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If I had an Observable collection like so :

public ObservableCollection<SpecialPriceRow> SpecialPriceRows = new ObservableCollection<SpecialPriceRow>();

SpecialPriceRow class :

public class SpecialPriceRow : INotifyPropertyChanged
{
    public enum ChangeStatus
    {
        Original,
        Added,
        ToDelete,
        Edited
    }

    public ChangeStatus Status { get; set; }
    public string PartNo { get; set; }

    private decimal _price;
    public decimal Price
    {
        get
        {
            return _price;
        }
        set
        {
            if (value != _price)
            {
                _price = value;
                Status = ChangeStatus.Edited;
                OnPropertyChanged("Status");
            }
        }
    }

    public event PropertyChangedEventHandler PropertyChanged;
    private void OnPropertyChanged(string name)
    {
        PropertyChangedEventHandler handler = PropertyChanged;
        if (handler != null)
        {
            handler(this, new PropertyChangedEventArgs(name));
        }
    }
}

Would it be possible for me to bind a Label in the XAML to the count of objects that are say ... Added? So I could get something like this :

enter image description here

Where green is the count of "Added" objects within the collection. How would I go about doing something like this?

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1  
I'd try for the different bindings: DataConverters or create getter propreties and bind to them. –  Luis Filipe Feb 3 '13 at 0:23

2 Answers 2

I've written up a ViewModel which will perform the desired functionality you are looking for.

    class VM : INotifyPropertyChanged
    {
        public event PropertyChangedEventHandler PropertyChanged;
        public ObservableCollection<SpecialPriceRow> _SpecialPriceRows = new ObservableCollection<SpecialPriceRow>();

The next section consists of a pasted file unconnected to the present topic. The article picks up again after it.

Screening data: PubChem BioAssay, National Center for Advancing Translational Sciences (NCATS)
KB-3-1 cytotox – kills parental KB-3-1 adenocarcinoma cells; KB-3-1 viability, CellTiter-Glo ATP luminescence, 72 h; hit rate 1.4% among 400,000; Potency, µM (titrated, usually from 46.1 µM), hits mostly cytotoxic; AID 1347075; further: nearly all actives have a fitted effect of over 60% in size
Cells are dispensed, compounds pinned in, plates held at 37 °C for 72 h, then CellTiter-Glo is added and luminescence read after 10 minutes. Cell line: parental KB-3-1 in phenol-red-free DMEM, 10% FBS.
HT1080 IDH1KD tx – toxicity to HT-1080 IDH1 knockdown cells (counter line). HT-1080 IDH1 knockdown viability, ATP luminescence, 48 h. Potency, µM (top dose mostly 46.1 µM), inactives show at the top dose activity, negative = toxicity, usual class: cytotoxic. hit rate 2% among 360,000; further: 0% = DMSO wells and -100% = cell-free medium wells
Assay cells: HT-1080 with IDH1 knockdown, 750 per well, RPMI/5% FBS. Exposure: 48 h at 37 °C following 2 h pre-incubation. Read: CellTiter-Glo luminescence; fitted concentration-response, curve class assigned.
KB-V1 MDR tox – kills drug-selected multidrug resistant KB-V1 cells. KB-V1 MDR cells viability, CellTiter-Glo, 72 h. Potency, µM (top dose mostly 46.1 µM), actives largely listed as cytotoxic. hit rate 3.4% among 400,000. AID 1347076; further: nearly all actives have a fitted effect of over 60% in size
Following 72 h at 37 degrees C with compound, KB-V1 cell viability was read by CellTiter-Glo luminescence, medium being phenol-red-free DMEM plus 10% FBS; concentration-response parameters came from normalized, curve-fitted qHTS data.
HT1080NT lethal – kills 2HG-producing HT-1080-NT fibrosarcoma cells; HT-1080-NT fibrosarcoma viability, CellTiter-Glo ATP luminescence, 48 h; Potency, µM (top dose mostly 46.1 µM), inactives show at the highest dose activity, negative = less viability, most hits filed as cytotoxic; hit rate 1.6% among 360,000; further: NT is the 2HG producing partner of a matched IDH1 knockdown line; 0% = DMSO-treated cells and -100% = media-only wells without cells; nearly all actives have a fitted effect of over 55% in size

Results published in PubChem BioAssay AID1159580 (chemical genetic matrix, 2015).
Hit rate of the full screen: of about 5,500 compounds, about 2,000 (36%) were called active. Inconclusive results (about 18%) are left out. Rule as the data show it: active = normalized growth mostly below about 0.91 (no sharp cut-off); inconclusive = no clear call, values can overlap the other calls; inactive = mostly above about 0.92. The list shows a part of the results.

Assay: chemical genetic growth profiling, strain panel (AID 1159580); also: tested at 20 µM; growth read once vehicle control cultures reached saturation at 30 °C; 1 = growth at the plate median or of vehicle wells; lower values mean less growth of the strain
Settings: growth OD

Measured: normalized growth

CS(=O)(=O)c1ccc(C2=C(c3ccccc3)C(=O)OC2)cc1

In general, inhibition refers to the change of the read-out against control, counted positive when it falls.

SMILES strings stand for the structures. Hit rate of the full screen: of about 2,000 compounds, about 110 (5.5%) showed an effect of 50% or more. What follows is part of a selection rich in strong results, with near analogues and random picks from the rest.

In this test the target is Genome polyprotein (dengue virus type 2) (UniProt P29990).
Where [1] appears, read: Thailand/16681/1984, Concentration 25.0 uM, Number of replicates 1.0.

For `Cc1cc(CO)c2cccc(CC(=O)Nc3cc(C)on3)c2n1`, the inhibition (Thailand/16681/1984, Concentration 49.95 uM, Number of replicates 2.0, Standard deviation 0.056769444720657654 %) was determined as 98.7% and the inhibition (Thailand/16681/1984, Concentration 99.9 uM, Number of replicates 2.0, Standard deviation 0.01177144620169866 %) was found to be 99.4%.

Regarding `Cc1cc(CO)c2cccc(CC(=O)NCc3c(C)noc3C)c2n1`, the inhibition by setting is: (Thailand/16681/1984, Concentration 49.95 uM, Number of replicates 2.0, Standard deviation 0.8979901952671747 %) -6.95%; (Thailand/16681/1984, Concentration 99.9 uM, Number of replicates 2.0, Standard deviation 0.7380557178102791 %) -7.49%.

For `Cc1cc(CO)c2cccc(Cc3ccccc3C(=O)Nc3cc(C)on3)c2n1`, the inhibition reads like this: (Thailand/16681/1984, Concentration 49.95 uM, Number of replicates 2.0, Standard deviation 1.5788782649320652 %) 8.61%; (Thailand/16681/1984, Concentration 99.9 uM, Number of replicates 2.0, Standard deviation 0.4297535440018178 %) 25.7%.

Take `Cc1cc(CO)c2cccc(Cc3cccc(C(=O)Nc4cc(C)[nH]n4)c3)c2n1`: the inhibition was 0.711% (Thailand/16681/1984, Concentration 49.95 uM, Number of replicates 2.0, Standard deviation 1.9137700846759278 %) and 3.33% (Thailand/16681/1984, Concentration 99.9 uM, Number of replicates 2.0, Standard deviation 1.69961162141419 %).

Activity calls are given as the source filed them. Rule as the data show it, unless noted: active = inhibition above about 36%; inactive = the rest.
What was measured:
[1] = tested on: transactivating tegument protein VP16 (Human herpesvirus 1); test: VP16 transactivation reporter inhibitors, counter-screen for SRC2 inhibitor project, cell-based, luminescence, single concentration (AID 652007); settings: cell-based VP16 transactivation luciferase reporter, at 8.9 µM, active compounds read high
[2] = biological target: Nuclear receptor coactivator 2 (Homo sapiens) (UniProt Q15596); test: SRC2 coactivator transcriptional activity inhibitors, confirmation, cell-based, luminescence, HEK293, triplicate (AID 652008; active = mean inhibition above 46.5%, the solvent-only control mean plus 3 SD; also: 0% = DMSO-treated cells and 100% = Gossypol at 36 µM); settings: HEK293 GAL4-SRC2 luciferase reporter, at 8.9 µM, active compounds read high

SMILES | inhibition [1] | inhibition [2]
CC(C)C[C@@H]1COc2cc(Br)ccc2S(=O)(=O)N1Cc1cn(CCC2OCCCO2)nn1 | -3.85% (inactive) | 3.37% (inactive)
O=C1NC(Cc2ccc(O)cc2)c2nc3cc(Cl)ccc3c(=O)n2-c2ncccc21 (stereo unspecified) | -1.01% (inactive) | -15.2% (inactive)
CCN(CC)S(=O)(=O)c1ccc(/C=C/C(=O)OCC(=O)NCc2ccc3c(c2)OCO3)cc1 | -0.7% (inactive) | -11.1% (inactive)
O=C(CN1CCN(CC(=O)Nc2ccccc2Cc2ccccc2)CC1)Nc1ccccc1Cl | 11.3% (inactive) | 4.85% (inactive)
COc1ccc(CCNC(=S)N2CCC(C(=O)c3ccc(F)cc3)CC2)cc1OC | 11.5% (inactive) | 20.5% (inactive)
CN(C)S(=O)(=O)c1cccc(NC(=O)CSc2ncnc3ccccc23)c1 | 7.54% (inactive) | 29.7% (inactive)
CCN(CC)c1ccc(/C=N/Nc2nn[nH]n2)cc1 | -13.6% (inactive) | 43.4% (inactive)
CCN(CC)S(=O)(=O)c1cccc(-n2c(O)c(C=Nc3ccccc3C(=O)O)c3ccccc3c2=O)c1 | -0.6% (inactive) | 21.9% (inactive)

private int _Original = 0;
        private int _Added = 0;
        private int _ToDelete = 0;
        private int _Edited = 0;

        public VM()
        {
            PropertyChanged = new PropertyChangedEventHandler(VM_PropertyChanged);

            //The following lines in the constructor just initialize the SpecialPriceRows.
            //The important thing to take away from this is setting the PropertyChangedEventHandler to point to the UpdateStatuses() function.
            for (int i = 0; i < 12; i++)
            {
                SpecialPriceRow s = new SpecialPriceRow();
                s.PropertyChanged += new PropertyChangedEventHandler(SpecialPriceRow_PropertyChanged);
                SpecialPriceRows.Add(s);
            }
            for (int j = 0; j < 12; j+=2)
                SpecialPriceRows[j].Price = 20;
        }

        private void VM_PropertyChanged(object sender, PropertyChangedEventArgs e)
        {
        }

        private void SpecialPriceRow_PropertyChanged(object sender, PropertyChangedEventArgs e)
        {
            if (e.PropertyName == "Status")
                UpdateStatuses();
        }

        public ObservableCollection<SpecialPriceRow> SpecialPriceRows
        {
            get
            {
                return _SpecialPriceRows;
            }
        }

        private void UpdateStatuses()
        {
            int original = 0, added = 0, todelete = 0, edited = 0;
            foreach (SpecialPriceRow SPR in SpecialPriceRows)
            {
                switch (SPR.Status)
                {
                    case SpecialPriceRow.ChangeStatus.Original:
                        original++;
                        break;
                    case SpecialPriceRow.ChangeStatus.Added: